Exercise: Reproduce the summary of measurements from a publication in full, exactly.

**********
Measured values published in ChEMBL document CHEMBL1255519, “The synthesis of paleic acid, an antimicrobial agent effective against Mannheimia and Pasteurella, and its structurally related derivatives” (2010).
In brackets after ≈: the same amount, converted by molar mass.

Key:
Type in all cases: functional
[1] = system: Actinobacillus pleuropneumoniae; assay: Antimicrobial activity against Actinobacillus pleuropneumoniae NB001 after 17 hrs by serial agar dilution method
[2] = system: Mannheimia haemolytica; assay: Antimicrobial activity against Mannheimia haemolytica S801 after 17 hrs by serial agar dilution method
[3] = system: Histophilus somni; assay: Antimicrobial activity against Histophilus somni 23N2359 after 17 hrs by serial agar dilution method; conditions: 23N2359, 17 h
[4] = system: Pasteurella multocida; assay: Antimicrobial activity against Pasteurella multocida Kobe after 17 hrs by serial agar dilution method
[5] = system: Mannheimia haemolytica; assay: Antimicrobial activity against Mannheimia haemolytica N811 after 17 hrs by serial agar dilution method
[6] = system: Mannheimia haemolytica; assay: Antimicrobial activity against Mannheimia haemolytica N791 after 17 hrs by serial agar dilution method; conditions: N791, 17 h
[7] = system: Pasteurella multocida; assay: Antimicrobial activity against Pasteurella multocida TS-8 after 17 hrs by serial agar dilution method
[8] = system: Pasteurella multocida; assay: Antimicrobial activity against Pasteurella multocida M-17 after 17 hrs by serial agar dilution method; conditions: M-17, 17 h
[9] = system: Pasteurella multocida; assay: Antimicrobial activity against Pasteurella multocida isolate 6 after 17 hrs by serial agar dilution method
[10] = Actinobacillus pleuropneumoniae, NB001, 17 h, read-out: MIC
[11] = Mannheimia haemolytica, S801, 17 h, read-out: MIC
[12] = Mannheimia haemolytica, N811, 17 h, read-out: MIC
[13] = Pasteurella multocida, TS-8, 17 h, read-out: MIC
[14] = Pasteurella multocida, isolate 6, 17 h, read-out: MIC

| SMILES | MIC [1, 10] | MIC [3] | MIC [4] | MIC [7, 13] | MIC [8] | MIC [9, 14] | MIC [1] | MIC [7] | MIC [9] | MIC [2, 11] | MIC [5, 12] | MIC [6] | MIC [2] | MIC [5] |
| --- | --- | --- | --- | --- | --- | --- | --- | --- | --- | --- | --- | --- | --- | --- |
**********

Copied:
Measured values published in ChEMBL document CHEMBL1255519, “The synthesis of paleic acid, an antimicrobial agent effective against Mannheimia and Pasteurella, and its structurally related derivatives” (2010).
In brackets after ≈: the same amount, converted by molar mass.

Key:
Type in all cases: functional
[1] = system: Actinobacillus pleuropneumoniae; assay: Antimicrobial activity against Actinobacillus pleuropneumoniae NB001 after 17 hrs by serial agar dilution method
[2] = system: Mannheimia haemolytica; assay: Antimicrobial activity against Mannheimia haemolytica S801 after 17 hrs by serial agar dilution method
[3] = system: Histophilus somni; assay: Antimicrobial activity against Histophilus somni 23N2359 after 17 hrs by serial agar dilution method; conditions: 23N2359, 17 h
[4] = system: Pasteurella multocida; assay: Antimicrobial activity against Pasteurella multocida Kobe after 17 hrs by serial agar dilution method
[5] = system: Mannheimia haemolytica; assay: Antimicrobial activity against Mannheimia haemolytica N811 after 17 hrs by serial agar dilution method
[6] = system: Mannheimia haemolytica; assay: Antimicrobial activity against Mannheimia haemolytica N791 after 17 hrs by serial agar dilution method; conditions: N791, 17 h
[7] = system: Pasteurella multocida; assay: Antimicrobial activity against Pasteurella multocida TS-8 after 17 hrs by serial agar dilution method
[8] = system: Pasteurella multocida; assay: Antimicrobial activity against Pasteurella multocida M-17 after 17 hrs by serial agar dilution method; conditions: M-17, 17 h
[9] = system: Pasteurella multocida; assay: Antimicrobial activity against Pasteurella multocida isolate 6 after 17 hrs by serial agar dilution method
[10] = Actinobacillus pleuropneumoniae, NB001, 17 h, read-out: MIC
[11] = Mannheimia haemolytica, S801, 17 h, read-out: MIC
[12] = Mannheimia haemolytica, N811, 17 h, read-out: MIC
[13] = Pasteurella multocida, TS-8, 17 h, read-out: MIC
[14] = Pasteurella multocida, isolate 6, 17 h, read-out: MIC

| SMILES | MIC [1, 10] | MIC [3] | MIC [4] | MIC [7, 13] | MIC [8] | MIC [9, 14] | MIC [1] | MIC [7] | MIC [9] | MIC [2, 11] | MIC [5, 12] | MIC [6] | MIC [2] | MIC [5] |
| --- | --- | --- | --- | --- | --- | --- | --- | --- | --- | --- | --- | --- | --- | --- |